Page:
Environmental controls and new designs for tools and technology have been proposed, but have not caught traction. Presenters highlighted that future directions may involve research regarding challenges to surgical ergonomics. 

Application of AI in surgery

The conference also proposed ways AI could work in tandem with medical professionals to improve patient outcomes and reduce workload. Two examples were the automated assessment of operating room performance and intraoperative assistance to provide real time guidance. Ideally, this would improve safety by preventing errors, and would elevate efficiency within the hospital system.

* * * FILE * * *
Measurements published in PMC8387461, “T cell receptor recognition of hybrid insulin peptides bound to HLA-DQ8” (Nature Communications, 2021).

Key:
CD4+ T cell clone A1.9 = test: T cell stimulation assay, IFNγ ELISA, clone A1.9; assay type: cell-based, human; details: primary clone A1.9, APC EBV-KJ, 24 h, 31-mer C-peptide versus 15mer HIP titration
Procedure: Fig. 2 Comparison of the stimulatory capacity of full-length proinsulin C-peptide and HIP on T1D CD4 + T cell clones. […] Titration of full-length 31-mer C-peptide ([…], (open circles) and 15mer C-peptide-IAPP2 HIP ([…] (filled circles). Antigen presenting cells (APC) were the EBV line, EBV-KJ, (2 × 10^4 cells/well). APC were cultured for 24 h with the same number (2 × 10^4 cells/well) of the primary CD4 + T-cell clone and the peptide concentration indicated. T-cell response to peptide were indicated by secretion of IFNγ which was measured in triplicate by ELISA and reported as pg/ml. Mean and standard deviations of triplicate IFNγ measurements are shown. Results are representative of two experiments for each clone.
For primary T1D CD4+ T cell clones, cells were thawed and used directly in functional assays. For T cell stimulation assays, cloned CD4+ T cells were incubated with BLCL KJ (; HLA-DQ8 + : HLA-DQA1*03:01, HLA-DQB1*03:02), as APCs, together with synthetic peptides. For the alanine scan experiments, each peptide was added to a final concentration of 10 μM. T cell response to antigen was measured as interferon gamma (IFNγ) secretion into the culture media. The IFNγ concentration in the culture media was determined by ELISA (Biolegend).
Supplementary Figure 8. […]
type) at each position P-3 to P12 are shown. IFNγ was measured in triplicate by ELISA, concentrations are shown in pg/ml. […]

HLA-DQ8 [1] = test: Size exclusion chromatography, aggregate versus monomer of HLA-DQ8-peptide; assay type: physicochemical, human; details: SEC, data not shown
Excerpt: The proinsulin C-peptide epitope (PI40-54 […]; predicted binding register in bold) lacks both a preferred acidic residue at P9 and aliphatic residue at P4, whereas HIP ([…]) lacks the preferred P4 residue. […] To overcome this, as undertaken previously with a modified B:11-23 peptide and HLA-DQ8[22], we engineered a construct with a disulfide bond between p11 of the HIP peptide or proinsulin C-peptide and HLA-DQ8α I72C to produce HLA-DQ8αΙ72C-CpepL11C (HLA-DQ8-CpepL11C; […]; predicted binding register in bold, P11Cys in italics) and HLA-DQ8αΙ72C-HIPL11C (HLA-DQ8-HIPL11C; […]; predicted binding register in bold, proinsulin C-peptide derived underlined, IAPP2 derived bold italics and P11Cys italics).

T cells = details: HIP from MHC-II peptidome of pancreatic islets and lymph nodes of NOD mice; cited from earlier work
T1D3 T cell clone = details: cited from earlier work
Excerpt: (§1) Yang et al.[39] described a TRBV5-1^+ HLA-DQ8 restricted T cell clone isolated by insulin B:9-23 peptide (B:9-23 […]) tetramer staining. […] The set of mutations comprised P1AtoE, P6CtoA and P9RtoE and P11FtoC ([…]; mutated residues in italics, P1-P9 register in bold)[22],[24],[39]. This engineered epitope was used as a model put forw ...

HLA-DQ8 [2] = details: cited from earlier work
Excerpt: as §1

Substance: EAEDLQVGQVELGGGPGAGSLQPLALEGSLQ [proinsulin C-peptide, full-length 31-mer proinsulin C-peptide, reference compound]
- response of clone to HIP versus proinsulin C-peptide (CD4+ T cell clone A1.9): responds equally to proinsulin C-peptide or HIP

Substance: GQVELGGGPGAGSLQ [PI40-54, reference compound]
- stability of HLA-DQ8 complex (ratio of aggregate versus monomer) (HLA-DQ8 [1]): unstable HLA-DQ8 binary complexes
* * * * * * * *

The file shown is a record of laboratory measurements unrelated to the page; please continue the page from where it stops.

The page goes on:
Closing Statements

Topics at the 2022 HFES Health Care Symposium explored how human factors and ergonomics can be utilized to improve health care processes and patient outcomes. The virtual component of the conference was an incredible opportunity to learn about the newest human factors and ergonomics initiatives and insights for those unable to attend the symposium in New Orleans. For more information about this year’s conference, visit the official HFES Health Care Symposium website.